1HZ troopy vs ute vs 80 series wagon fuel economy?

Submitted: Monday, May 25, 2015 at 11:15
ThreadID: 118964 Views:4005 Replies:8 FollowUps:5
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Hi guys,

I've decided to go with the 1HZ for my outback driving requirements. As I have aftermarket seats and I'm not terribly tall, comfort isn't a deciding factor for me. I would like to safe on fuel though. Can people please share with me their L/100KM they achieve with their 1hz troopies, utes and 80 series? I know the weights and aerodynamics between these vehicles vary so I'm just wondering which one would use the least fuel and by how much. I don't plan on crazy lift kits and bar work, just a decent steel bull bar and snorkel.

If you're running larger tyres or anything else that may alter your economy, please share that information too.

Thanks for your time! :)
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Reply By: TomH - Monday, May 25, 2015 at 12:27

Monday, May 25, 2015 at 12:27
Economy and either really dont go in the same sentence. LOL
AnswerID: 554193

Follow Up By: BenFraser747 - Monday, May 25, 2015 at 13:42

Monday, May 25, 2015 at 13:42
I know these vehicles are all pretty thirsty when compares to sedans etc. But they're much better than my 4.0 petrol auto 80! Just trying to find the most fuel frugal of the 1hz machines.
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FollowupID: 840201

Reply By: muzbry - Monday, May 25, 2015 at 12:32

Monday, May 25, 2015 at 12:32
Gday
I drive a 105 and my fuel average for the last twelve mths has been under 14 lph. A bit of a run across the Simpson gave me a reading of under 16.5lph . I have 285/75/16 tyres and thats about it.
AnswerID: 554194

Follow Up By: BenFraser747 - Monday, May 25, 2015 at 13:40

Monday, May 25, 2015 at 13:40
Are they mud terrains or all terrains or? With 33s I imagine you'd get better economy on the highway than stock 31s due to the lower highway rpm. Not sure how much heavier the 105 is than the 80.

I'd compare kerb weights for all the vehicles but I believe the utes are done without trays.

I swapped my MT 33s off my petrol 80 for AT 31s and I'm now revving 200-300 revs higher at 100. My speedo is accurate again now. It's an auto so it's incredibly thirsty (4.0 not 4.5).
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Follow Up By: Member - Rosco from way back - Monday, May 25, 2015 at 15:44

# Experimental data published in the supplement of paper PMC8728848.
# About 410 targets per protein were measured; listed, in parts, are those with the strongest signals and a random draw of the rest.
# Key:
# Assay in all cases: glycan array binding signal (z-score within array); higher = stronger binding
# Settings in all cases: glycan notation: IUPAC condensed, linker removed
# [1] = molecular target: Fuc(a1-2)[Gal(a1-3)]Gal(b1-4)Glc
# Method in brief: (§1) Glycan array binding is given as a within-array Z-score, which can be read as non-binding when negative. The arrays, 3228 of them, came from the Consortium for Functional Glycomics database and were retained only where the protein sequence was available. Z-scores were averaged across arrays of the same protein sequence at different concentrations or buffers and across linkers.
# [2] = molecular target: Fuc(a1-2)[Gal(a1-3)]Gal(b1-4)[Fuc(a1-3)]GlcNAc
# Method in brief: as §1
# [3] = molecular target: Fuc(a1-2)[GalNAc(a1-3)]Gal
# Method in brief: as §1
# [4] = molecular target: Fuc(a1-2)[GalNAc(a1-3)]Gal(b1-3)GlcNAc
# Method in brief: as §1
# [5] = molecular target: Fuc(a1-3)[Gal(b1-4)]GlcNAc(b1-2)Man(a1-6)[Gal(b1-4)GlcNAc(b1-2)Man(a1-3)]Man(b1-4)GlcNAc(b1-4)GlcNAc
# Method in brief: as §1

Monday, May 25, 2015 at 15:44
G'day Ben

Bigger tyres doesn't always equate with better fuel economy. You may lower the revs slightly, but if you're off the sweet spot of revs v road speed v load, you can end up using more fuel. Somewhat akin to staying in 5th on a hill and having the engine labour slightly as against dropping a gear.
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FollowupID: 840210

Reply By: get outmore - Monday, May 25, 2015 at 14:19

Monday, May 25, 2015 at 14:19
you would be silly to make your choice based on consumption
all 3 will have simular unless pushed on road then the difference wont be huge
but they are all considerabally differently laid out vehicles it would be silly to put economy over which body style/suspension setup will suit you best
AnswerID: 554201

Follow Up By: Bigfish - Monday, May 25, 2015 at 15:24

Monday, May 25, 2015 at 15:24
Totally agree. You are going to get about 6-8klms to the litre depending on driving conditions. Buy the one that suits your sleeping arrangements and what gear you are carrying..
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FollowupID: 840207

Reply By: madfisher - Monday, May 25, 2015 at 16:05

Monday, May 25, 2015 at 16:05
Relying on memories of road tests done nearly 25 years ago, the most economical of theses three was a standard 80 series,a bit better airflow, and at the back of my mind I thought a few standard 80s where not contant 4wd, so better fuel economy. But anything will give better economy then a 3f auto.
What you really need to concentrate on is finding a good example of any of these three and go with that.
Good luck Pete
AnswerID: 554211

Reply By: Member - Ron R - Monday, May 25, 2015 at 18:01

Monday, May 25, 2015 at 18:01
I have a HZJ73 with a 1HZ engine, build 1995 and driven over 300.000km with it. Circumstances vary greatly. Rig is basicly standard except a and an internal extra with a capacity of 120 litres.
I use it as a daily driver but have done some trips in the Sahara desert (mainly cross-country) as well as a trip to Kazakhstan and into Russia cross country (partly off-road).
And I tow a caravan on a regular basis. Caravan weight is max 1600 kgs. I then prefer to travel to countries like Norway, Spain, Portugal or Scotland.